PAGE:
A route run by a receiver in football that requires the receiver to run straight upfield toward the end zone. The primary goal is to use fast, vertical speed that puts the receiver behind any defensive backs attempting to defend the play.
The fly route (also known as the “go” or “streak” route) is usually reserved for wide receivers on an offense with the best combination of physical speed, strength and awareness. Because of this athleticism, players who can consistently run the fly route can usually run any route well. Receivers running a fly route must sprint toward the end zone and turn or fight back to receive the pass. The quarterback should only have to throw behind the defender to complete a pass to a receiver on the fly route, although a lot depends on the ability of the receiver to keep an advantage over his man.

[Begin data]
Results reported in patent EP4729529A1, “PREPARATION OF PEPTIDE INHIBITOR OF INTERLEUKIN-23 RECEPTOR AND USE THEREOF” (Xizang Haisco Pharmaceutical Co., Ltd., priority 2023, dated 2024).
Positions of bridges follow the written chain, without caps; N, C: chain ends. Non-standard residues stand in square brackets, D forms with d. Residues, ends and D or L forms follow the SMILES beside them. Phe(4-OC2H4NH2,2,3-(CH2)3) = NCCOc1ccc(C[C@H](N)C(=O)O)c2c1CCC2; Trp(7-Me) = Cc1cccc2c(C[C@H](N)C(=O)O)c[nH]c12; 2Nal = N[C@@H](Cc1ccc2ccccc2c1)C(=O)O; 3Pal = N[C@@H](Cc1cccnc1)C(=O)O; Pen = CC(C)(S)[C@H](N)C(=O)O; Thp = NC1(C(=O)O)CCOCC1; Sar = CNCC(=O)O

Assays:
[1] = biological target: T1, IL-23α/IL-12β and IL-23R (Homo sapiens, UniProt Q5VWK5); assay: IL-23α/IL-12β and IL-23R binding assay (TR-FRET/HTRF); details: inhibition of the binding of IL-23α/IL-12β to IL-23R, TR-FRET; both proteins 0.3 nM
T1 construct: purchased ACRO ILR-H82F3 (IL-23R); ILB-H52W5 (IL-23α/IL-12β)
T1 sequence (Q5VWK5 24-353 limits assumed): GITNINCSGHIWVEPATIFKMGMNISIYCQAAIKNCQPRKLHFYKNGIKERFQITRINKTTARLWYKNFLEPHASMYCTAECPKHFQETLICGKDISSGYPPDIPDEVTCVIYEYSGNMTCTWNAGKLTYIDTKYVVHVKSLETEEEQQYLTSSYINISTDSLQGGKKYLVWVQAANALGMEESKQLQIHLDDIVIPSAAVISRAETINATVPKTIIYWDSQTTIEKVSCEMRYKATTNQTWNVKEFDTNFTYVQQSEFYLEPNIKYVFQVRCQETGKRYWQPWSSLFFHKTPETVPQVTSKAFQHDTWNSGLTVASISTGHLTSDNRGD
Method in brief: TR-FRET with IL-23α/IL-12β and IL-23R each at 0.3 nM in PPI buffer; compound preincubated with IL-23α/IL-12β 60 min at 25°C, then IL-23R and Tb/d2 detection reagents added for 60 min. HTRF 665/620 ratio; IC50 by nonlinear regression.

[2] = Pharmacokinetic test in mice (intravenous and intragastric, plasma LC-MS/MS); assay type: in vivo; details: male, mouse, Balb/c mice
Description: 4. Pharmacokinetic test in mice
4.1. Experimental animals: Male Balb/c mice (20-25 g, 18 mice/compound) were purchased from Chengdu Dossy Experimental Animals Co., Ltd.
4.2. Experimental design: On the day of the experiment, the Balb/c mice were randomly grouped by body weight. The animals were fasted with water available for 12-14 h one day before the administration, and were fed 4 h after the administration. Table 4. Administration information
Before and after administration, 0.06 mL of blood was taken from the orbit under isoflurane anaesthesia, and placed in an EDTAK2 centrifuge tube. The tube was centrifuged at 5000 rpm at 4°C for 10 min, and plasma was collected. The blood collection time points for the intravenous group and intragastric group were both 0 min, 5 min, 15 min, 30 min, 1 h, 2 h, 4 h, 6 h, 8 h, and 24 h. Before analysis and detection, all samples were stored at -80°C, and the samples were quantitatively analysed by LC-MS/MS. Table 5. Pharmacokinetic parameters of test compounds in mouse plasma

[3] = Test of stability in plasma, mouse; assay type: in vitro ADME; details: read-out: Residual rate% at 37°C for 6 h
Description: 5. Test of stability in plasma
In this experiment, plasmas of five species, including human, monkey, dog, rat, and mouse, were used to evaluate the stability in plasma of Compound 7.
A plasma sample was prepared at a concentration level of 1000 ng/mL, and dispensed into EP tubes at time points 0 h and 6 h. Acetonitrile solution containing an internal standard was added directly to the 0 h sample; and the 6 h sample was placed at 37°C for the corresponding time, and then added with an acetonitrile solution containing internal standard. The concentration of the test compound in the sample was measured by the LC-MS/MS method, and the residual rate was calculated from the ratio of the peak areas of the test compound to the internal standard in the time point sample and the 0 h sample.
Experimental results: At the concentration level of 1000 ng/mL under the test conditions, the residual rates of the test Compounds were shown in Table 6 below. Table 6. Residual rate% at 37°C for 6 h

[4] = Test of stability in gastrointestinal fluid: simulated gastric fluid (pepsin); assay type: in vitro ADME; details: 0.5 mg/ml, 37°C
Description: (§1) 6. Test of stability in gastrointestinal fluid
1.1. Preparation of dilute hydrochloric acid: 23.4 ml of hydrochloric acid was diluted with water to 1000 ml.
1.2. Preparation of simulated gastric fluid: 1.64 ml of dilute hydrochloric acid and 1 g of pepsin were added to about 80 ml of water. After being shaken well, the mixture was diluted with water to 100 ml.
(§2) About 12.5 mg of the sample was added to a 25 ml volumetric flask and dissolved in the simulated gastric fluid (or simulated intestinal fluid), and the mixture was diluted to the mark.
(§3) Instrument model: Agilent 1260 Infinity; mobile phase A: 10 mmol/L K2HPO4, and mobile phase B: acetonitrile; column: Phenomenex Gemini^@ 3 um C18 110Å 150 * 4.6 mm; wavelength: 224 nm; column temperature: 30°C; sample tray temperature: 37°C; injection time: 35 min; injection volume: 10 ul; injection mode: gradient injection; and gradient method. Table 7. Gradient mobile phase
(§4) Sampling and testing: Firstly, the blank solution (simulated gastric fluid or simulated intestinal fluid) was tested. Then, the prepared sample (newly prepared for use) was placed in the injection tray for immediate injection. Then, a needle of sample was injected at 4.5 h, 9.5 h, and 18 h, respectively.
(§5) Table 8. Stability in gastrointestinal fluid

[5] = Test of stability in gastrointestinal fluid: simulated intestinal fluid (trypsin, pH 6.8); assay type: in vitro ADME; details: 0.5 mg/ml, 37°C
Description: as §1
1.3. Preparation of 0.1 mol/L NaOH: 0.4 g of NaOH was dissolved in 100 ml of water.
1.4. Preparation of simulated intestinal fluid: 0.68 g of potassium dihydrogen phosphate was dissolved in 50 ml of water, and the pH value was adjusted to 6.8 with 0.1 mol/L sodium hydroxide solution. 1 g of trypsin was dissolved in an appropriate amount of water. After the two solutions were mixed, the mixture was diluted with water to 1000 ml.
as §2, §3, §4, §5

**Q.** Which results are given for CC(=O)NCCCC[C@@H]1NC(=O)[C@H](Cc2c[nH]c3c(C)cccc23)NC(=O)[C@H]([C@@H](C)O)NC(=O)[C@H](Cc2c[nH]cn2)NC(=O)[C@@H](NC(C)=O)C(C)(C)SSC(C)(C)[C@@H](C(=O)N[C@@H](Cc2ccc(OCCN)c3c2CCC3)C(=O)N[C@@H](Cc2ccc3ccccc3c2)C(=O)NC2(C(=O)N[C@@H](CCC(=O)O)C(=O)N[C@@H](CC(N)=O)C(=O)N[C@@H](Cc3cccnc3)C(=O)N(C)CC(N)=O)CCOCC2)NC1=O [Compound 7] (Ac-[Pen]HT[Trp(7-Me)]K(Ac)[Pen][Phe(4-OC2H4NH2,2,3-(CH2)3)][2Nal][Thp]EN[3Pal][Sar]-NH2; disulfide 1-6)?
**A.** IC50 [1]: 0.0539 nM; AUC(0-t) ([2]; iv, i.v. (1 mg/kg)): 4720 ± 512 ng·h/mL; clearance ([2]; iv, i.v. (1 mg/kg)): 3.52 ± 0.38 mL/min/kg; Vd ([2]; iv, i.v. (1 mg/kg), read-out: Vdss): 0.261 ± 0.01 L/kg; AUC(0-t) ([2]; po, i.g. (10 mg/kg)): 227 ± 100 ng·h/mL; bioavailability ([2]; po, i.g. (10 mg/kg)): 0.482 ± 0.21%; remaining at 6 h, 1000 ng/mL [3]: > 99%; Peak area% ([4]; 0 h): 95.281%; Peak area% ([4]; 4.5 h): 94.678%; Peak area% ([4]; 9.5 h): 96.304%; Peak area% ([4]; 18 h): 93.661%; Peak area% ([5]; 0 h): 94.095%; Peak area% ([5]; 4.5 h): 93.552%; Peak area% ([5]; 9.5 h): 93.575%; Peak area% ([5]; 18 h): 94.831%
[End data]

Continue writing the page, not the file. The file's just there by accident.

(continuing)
The fly route is not incredibly efficient—it typically has a low completion percentage and defenses are often designed to take away big plays by limiting the deep field. But even with these considerations, go routes can do a lot to open up a defense. Teams will often run fly routes in an attempt to keep defenses honest, expanding the rest of the field for other patterns to find completions.